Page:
Wednesday, February 10, 2010

Fun is Good!

Many families look forward to the summer. Family vacations. Trips to the beach. Sports. Picnics. Cooking out in the backyard. Enjoying time with the kids. I don’t remember it that way. Summers were a stressful time when my son was a boy. Without the structure of school, his autistic behavior deteriorated. He had frequent tantrums. He did not like to do what other kids enjoyed, so he did not have friends. He did not like to do what families like to do together, so family vacations were not something I looked forward to. I saw summers as opportunities to focus on the autism therapy de jour–auditory training, sensory integration, behavior modification, diet changes, homeopathic treatments, and on and on. With each summer, he grew older and my hope for a cure grew more desperate.

One spring I was talking to the child psychologist who worked with James. I was going over several options for the summer. One option I dismissed quickly by saying, “This one would just be fun.” The doctor leaned forward until he was sure I was paying attention and said slowly and deliberately, “”

I guess all those years of training paid off for him, because that was one of the smartest things I ever heard.

When I started thinking about finding your happy place, the first step I thought of was to give yourself permission to be happy. We all want to be happy, but many of us have some ambivalence about it. Why would anyone be reluctant to go for the gusto? Maybe some of us have the reluctance in our genes. My ancestors were Huguenots, driven out of France to escape slaughter for their religious beliefs. Have you seen any portraits of John Calvin? Did he look like a happy guy?

Maybe you think that happiness is not an appropriate goal when there is so much suffering in the world. Maybe you think that you shouldn't be happy when people around you are not happy. Maybe you don’t want to tempt fate. Maybe you are scared to be happy because you can’t make it last. Maybe it isn’t sophisticated in your circle to be happy. Maybe being happy means relaxing your guard, and then all those terrible things you keep at bay by the sheer force of your vigilance will come in the night to destroy you or someone you love. And if you are a high school student in my daughter’s high school, then for sure it is not cool to be happy.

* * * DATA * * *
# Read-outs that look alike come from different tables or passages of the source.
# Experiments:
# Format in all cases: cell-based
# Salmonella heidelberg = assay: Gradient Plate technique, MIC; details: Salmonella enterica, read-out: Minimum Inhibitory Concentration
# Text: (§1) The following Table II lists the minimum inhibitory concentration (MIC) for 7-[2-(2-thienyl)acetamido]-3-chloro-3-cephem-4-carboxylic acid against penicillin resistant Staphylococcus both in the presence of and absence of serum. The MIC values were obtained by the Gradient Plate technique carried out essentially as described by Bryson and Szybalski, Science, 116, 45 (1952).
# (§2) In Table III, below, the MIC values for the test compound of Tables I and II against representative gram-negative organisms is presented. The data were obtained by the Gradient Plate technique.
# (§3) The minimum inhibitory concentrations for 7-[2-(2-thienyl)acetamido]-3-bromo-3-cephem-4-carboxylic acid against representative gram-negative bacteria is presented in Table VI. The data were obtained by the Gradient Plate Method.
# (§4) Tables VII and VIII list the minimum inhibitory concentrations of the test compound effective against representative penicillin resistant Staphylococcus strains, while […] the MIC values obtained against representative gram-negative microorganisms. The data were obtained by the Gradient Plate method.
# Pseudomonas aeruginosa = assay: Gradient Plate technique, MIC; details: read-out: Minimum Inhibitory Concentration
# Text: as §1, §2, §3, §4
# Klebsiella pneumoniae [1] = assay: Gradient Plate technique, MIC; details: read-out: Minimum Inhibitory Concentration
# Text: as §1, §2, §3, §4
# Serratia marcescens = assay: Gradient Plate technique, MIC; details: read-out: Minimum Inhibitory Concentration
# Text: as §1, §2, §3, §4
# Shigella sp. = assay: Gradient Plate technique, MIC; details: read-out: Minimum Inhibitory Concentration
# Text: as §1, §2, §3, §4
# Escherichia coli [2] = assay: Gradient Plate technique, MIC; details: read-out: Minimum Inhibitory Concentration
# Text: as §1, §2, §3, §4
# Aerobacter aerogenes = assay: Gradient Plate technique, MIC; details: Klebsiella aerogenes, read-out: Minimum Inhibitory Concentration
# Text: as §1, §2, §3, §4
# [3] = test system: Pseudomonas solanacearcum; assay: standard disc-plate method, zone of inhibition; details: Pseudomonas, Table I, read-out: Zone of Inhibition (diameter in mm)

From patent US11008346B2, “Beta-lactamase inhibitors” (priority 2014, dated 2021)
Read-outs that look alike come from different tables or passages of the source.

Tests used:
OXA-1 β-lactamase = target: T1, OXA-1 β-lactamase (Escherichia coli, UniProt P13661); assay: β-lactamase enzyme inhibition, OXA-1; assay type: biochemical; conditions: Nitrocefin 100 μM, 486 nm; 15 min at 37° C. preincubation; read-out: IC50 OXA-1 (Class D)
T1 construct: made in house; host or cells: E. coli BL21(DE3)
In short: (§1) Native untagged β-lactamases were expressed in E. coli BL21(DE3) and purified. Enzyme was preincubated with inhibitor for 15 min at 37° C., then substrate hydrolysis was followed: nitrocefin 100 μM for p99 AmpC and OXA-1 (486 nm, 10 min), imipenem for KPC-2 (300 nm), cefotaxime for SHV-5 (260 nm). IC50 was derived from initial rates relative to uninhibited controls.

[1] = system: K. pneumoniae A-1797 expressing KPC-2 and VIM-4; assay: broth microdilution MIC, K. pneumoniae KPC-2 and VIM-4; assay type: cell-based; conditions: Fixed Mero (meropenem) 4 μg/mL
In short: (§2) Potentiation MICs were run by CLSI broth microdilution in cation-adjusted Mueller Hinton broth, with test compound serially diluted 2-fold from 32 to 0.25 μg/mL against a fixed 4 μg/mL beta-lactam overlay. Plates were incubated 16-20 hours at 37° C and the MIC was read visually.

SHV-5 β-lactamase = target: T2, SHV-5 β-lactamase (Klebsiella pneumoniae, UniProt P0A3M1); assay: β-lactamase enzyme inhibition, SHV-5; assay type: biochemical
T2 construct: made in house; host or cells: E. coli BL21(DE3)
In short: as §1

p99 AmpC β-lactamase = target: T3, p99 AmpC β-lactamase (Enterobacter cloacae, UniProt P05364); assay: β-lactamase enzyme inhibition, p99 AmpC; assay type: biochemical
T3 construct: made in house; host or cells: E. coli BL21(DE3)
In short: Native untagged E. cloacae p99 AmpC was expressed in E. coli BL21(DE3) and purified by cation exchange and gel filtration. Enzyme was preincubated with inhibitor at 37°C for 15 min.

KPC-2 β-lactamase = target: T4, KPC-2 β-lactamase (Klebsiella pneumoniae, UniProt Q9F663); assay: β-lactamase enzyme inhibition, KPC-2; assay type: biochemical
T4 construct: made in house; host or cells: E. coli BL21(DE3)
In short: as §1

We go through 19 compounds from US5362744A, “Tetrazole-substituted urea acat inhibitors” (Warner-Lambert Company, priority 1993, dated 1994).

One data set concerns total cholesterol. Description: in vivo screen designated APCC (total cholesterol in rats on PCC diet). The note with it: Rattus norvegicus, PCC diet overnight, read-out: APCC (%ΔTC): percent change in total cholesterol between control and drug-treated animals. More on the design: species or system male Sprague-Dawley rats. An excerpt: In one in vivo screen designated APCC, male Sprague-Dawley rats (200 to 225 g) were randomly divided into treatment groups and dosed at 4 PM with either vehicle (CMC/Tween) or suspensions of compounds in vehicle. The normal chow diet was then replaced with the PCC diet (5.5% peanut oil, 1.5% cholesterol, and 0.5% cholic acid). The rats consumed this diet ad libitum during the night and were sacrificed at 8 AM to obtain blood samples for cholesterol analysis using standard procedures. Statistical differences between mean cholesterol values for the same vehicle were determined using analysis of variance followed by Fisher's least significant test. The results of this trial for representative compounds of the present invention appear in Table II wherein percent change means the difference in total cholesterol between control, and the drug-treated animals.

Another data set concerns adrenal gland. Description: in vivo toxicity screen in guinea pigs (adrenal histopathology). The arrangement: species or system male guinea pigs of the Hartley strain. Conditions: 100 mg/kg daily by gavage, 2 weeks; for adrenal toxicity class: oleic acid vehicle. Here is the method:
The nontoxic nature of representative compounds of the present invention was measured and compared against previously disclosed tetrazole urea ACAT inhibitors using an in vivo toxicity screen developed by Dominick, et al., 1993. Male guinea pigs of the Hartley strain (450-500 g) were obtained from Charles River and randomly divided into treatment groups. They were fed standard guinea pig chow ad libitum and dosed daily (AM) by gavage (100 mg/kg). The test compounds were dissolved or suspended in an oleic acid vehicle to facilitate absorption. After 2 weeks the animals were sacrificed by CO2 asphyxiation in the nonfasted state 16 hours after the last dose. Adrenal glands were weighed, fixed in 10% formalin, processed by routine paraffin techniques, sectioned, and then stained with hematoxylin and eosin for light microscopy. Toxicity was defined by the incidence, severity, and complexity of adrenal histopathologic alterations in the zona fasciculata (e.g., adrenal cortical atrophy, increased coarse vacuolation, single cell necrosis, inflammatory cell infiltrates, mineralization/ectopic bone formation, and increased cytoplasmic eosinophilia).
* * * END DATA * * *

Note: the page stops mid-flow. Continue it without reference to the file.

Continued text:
So the first thing we need to do is examine our beliefs about being happy. What are your uncensored thoughts when you think about happiness? Do you feel some resistance? Some anxiety? Fear? Being happy requires releasing fear. To use the most famous split infinitive in history, it means to boldly go where at least some of us have not gone before.

Try this. When you are aware of resisting an opportunity for happiness, whisper to yourself the wise words of the doctor. Fun is good.


  1. Reading this reminds me that I do sometimes avoid doing things that are fun for the silliest reasons. Very often I "blame" it on my parents, thinking that they would not like me to do this or do that. When in fact I really don't know at all if they would like it or not. I am just finding excuses not to have fun. I don't know why I do that, but next time I feel it's happening I will remind myself that fun is good indeed.

  2. FUN IS GOOD! Wonderful advice! I would like to share this post at

    Thank you, Galen, for all that you are!


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